The Rock Band Next Door

IMG_2570I need quiet time alone to work. No music, no people in and out of my writing room, just me and the words and images in my head. I sense this makes me kind of strange. My neighbor Mr. X is also creative. I like X. He’s a nice guy. He writes, he plays guitar, he has a band. When the band plug in their electric guitars and turn up their microphones to practice in his basement, I can hear them in my writing room at the front of the house. I know the set list and the words to every song.

Listening to a band practice is not like going to a concert in the park. A band rehearses the same song or the same difficult part in a song over and over. Like writing, it takes practice to get it right. Unfortunately, the other day, the band shattered my concentration right in the middle of a big rewrite due that day. Usually the band doesn’t start playing until after I’ve finished writing, so I was confident I’d get my work done. But they started a couple of hours early. And I barely got my work finished. It was the first time, in writing ten published books and countless other material, that my concentration was broken so totally.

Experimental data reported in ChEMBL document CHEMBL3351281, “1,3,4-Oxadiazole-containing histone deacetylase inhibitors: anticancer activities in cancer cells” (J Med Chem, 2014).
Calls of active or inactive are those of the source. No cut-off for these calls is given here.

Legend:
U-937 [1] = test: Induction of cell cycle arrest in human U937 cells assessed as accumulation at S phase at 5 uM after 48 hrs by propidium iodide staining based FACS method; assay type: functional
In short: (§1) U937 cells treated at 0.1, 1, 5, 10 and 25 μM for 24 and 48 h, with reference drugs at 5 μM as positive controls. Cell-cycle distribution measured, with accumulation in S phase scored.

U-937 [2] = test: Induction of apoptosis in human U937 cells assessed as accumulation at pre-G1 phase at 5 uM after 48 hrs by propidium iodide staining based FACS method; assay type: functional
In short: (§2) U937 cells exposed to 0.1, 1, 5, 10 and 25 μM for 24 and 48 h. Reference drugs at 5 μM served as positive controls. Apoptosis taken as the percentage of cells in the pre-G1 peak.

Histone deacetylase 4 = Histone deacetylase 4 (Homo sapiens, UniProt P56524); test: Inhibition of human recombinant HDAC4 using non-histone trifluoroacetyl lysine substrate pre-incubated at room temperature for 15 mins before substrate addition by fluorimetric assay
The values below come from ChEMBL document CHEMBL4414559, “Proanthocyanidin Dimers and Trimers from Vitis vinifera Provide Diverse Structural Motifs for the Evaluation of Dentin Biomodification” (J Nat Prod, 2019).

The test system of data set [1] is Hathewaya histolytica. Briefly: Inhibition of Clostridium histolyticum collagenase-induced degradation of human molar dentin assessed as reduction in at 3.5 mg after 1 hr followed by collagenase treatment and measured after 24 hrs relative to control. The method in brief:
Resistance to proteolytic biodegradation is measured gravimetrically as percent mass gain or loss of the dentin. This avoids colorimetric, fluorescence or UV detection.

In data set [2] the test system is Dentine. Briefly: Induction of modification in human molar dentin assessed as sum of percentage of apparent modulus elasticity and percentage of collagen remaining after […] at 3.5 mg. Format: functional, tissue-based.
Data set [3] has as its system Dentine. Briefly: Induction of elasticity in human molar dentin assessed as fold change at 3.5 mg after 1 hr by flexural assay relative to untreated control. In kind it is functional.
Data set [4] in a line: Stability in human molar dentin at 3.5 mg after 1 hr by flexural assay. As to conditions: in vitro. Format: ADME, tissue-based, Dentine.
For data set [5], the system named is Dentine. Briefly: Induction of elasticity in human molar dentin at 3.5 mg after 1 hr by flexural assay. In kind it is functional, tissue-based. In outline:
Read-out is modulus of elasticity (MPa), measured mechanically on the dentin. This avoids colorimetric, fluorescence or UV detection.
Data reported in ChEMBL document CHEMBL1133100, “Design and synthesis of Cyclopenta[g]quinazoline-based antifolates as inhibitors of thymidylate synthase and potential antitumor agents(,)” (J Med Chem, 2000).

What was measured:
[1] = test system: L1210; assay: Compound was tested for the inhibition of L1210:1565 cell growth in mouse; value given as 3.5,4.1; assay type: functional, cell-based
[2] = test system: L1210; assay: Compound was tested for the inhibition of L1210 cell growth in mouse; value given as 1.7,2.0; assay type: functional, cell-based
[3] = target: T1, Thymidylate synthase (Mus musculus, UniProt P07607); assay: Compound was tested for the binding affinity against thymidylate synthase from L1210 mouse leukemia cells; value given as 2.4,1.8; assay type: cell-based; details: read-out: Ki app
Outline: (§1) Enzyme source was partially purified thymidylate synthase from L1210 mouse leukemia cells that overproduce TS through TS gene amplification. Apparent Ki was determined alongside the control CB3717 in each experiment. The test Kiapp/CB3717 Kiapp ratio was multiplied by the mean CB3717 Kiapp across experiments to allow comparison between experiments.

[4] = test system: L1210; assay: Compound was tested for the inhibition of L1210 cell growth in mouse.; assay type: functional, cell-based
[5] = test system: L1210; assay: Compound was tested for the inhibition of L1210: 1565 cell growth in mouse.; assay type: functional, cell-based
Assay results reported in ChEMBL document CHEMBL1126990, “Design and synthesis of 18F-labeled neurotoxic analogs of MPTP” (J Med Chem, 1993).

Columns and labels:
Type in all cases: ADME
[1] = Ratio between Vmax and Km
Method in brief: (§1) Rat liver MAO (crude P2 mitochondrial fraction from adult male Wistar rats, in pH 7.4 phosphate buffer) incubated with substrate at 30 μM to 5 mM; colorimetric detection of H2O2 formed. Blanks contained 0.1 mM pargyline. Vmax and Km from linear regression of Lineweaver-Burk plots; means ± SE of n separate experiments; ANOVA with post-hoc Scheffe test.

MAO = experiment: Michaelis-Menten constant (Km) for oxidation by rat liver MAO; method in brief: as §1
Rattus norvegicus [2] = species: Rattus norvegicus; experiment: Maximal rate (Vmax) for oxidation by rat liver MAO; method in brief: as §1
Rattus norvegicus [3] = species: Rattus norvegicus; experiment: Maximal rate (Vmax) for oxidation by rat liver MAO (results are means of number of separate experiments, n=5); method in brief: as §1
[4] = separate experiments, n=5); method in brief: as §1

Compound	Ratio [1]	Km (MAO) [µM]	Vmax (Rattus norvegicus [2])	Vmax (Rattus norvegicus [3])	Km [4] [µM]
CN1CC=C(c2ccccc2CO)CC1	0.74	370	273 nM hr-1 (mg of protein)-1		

Band practice stressed me out. A lot.

When I moved from my house into a condo, I did so knowing it was a small community of mostly retired older folk. That suited me fine. I enjoy the quiet even when I’m not writing. Like most writers, I read all the time, and I meditate daily, too. When I retired from teaching to focus on writing a year after we moved into this rural paradise, I looked forward to enjoying a quiet retirement.

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I bet X also looked forward to enjoying his retirement. Sadly, our two pictures of the perfect retirement are out of sync. X likes to stay up late building things with hammers and nails, and he plays in a rock ‘n roll band. My husband has not retired yet, so we rise early. We did discuss the late-night hammering with X, who said he was finishing his basement but he’d stop hammering by our bedtime. Mostly, he has stuck to his word. Mostly, not completely. But hey, what are a few nights of lost sleep between good neighbors, right?

And wanting to be good neighbors, when X asked if his band practice bothered us, we said the same thing: as long as they stopped playing at a reasonable hour for a working man and his writing wife. X said to let him know if it ever became a problem. I knew I had to tell him that with the morning start time, band practice was turning into a really big problem. And maybe it doesn’t help that I’m not sleeping all that well. A couple of weeks ago, I woke at midnight terrified, hearing extremely loud discordant noises, thinking the house was falling down, or there was a tornado touching down, only to figure out, finally, that X was inexplicably throwing great loads of lumber around his basement, letting it crash to the floor.